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How will the Inflation Reduction Act affect Medicare enrollees?
Under the new law, Medicare beneficiaries will see a series of prescription drug-pricing provisions phased in – mostly over the next several years
The ‘birthday rule’: a gift to Medigap enrollees?
Medigap plan changes are limited, but 11 states offer Medigap enrollees special enrollment – and five do it with a 'birthday rule.'
Nearly three-quarters of readers feel overwhelmed by Part D options
We asked how confident our readers were with comparison shopping for a Medicare Part D plan during the 2022 Medicare Annual Enrollment Period. Here's what we learned from more than 350 survey responses.
Four signs you need to change your Medicare Part D coverage
Reasons to consider a change to your Medicare prescription drug coverage may include high premiums, changes to your prescriptions or your plan's formulary, and your access to in-network pharmacies.
8 ways to cut your prescription drug costs
But prescription drugs – and drug coverage – can be less expensive if you're willing to do a little research and to reach out for help. Here are eight strategies that will empower you to take control of your drug coverage and your medication costs.
Is there a best time to enroll in a Medicare supplement plan?
The best time to enroll in a Medicare supplement plan is during your Medigap open enrollment period, a six-month window that begins on the first of the month you're enrolled in Medicare Part B and are 65 or older.
Medigap – Medicare supplement insurance
Medigap helps with expenses such as copayments, coinsurance and deductibles. Learn about enrollment, plan benefits and costs. Get a free quote in minutes.
What are Medigap plans and how do they work?
Q: What are Medigap plans and how do they work? A: Medigap plans are Medicare supplement insurance plans, and are sold by private insurance companies that agree to abide by federal Medicare guidelines. A Medicare enrollee cannot purchase a Medigap policy unless he or she also has Medicare Part A and Part B, and Medigap policies only cover one person – there are no joint policies, so a married couple will need two policies, one for each spouse.
Q: Do Medicare supplement plans include prescription drug coverage?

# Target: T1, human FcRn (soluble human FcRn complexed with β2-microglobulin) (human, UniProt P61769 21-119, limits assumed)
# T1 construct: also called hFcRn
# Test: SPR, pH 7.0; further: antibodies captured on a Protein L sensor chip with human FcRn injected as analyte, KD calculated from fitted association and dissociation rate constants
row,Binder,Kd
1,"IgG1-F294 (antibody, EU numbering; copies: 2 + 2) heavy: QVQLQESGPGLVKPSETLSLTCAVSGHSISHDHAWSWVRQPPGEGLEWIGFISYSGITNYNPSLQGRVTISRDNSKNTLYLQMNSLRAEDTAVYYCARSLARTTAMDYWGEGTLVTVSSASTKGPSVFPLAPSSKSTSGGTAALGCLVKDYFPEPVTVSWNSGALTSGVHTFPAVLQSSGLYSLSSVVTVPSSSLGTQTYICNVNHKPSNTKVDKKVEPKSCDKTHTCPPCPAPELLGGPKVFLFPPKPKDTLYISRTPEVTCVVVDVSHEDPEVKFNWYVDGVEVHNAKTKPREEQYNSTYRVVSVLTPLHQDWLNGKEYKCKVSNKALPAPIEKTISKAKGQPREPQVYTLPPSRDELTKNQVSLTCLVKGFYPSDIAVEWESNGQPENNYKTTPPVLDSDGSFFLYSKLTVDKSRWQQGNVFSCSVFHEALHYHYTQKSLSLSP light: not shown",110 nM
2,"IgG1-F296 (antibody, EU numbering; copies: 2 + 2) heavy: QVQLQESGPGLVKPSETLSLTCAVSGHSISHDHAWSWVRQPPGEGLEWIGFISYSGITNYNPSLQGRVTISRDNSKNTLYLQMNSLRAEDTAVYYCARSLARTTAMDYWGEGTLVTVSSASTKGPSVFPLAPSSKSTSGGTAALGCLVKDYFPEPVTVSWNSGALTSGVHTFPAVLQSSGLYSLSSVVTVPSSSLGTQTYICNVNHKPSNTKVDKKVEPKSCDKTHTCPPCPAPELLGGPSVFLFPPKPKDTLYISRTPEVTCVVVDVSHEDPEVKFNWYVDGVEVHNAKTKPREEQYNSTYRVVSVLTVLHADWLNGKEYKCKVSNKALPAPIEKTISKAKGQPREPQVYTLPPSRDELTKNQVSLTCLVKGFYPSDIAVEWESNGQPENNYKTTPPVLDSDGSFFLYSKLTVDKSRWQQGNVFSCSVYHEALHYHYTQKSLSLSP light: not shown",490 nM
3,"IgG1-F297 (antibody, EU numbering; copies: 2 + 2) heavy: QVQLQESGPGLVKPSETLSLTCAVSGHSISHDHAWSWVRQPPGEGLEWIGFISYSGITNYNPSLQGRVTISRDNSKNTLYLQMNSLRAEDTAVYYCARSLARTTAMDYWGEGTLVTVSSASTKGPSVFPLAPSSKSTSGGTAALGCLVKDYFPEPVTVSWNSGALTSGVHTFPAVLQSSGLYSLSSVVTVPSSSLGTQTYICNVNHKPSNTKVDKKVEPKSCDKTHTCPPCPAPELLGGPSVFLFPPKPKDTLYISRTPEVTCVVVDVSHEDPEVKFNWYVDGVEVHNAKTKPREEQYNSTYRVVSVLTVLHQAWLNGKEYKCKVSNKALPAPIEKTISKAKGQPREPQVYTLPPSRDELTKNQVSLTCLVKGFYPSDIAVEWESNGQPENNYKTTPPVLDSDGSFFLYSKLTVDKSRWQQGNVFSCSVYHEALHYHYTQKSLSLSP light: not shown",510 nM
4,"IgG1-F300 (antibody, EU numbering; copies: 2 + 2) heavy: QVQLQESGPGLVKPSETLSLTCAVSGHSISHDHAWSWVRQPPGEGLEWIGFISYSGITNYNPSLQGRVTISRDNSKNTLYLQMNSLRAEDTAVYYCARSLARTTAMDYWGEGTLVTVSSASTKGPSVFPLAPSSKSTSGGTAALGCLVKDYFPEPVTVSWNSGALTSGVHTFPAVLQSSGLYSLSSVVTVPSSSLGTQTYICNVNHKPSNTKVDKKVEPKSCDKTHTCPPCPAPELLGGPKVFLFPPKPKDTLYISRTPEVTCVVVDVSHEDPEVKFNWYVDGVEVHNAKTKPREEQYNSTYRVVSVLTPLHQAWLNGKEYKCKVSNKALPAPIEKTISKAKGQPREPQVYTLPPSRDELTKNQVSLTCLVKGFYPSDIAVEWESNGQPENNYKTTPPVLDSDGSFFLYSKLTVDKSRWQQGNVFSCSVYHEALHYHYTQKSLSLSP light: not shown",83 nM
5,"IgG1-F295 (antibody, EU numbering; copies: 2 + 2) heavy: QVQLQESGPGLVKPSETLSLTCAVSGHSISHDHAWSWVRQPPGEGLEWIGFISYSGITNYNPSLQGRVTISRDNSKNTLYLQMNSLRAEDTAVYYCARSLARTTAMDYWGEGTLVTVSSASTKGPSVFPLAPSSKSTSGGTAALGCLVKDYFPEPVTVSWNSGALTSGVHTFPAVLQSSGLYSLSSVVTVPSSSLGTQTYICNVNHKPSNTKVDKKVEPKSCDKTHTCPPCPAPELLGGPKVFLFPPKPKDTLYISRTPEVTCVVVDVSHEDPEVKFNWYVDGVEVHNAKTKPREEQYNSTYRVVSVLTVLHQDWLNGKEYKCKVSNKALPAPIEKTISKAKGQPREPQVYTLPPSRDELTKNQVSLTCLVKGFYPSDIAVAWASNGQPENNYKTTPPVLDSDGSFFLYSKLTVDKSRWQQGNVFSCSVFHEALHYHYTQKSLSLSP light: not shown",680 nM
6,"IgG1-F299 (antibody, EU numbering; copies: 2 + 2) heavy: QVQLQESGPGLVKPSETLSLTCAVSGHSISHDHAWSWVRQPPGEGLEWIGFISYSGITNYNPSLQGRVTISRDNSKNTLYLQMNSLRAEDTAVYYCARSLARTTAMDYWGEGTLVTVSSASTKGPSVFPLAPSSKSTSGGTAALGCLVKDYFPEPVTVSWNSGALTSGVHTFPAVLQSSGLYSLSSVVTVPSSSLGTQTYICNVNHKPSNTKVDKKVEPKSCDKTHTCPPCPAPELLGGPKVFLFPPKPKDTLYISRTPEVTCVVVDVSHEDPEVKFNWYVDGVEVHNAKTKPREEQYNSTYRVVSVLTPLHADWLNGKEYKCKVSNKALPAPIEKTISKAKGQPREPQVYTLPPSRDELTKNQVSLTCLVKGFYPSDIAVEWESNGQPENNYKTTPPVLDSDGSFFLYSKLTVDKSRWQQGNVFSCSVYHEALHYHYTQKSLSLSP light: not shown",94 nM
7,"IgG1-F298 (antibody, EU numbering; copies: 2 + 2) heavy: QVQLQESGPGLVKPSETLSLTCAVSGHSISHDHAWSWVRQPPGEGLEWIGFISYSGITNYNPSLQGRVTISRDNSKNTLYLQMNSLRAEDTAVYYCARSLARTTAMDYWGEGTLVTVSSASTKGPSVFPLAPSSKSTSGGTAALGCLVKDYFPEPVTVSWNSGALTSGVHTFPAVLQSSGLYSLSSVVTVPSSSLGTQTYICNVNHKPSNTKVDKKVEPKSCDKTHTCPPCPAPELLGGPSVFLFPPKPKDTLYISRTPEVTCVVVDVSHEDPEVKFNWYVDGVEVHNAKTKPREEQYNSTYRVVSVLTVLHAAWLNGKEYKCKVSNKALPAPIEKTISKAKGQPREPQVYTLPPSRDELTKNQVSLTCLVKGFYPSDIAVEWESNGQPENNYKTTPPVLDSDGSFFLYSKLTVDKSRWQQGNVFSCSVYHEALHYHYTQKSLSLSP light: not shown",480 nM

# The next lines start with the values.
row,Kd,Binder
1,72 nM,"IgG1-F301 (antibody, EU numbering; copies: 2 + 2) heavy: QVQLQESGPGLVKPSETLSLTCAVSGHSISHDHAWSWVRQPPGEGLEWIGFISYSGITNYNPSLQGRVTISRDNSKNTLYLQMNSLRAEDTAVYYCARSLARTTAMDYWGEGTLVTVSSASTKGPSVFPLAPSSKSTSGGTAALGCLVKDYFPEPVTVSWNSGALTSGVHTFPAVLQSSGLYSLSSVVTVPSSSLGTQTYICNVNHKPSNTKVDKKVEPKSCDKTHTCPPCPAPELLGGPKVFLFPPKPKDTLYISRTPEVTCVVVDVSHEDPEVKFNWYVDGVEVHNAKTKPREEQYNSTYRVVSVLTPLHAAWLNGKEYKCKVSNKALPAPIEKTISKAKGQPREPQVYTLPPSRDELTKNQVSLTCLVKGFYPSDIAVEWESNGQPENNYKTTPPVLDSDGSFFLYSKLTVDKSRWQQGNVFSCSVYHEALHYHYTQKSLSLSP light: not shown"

A: Modern Medigap plans do not include prescription drug benefits. Instead, Medicare offers prescription drug coverage under Part D. Medicare enrollees can get prescription coverage either by switching to a Medicare Advantage plan (most of them include prescription coverage) or by purchasing a stand-alone Medicare Part D plan (PDP) to go along with Original Medicare.
However, if you purchased a Medigap policy prior to January 1, 2006 and still have the same plan, it may include prescription drug coverage. Plans H, I, and J included limited prescription coverage for beneficiaries who purchased them prior to 2006, although those plans are no longer sold. If you’re in this situation and you want to join a PDP, you must drop the prescription drug coverage from your Medigap since you can’t have two separate prescription drug coverage policies at the same time.
Although there was a guaranteed issue period for people with pre-2006 Medigap plans to switch to a new Medigap plan and a PDP, if you’re doing that now you’ll probably have to go through medical underwriting for the Medigap plan (unless you qualify for a guaranteed issue right).
The good news if you’re in this situation is that you should be allowed to drop just your Medigap prescription coverage and keep the other coverage provided by your current Medigap plan. But you’ll have to pay a late enrollment penalty for Part D, if the Medigap plan has been providing your only prescription drug coverage.
Medigap prescription drug coverage is not “creditable coverage” that allows you to delay Part D enrollment. You’ll owe a penalty if you didn’t enroll in Part D when you were first eligible, and either didn’t have prescription coverage while your enrollment was delayed, or your coverage wasn’t considered creditable. The penalty is 12% for each year that enrollment was delayed and is calculated in one-month increments. It is based on the nationwide base Part D premium, so your penalty won’t be higher if you enroll in a more expensive plan.
This booklet has more details about the switch from pre-2006 Medigap plans on page 178.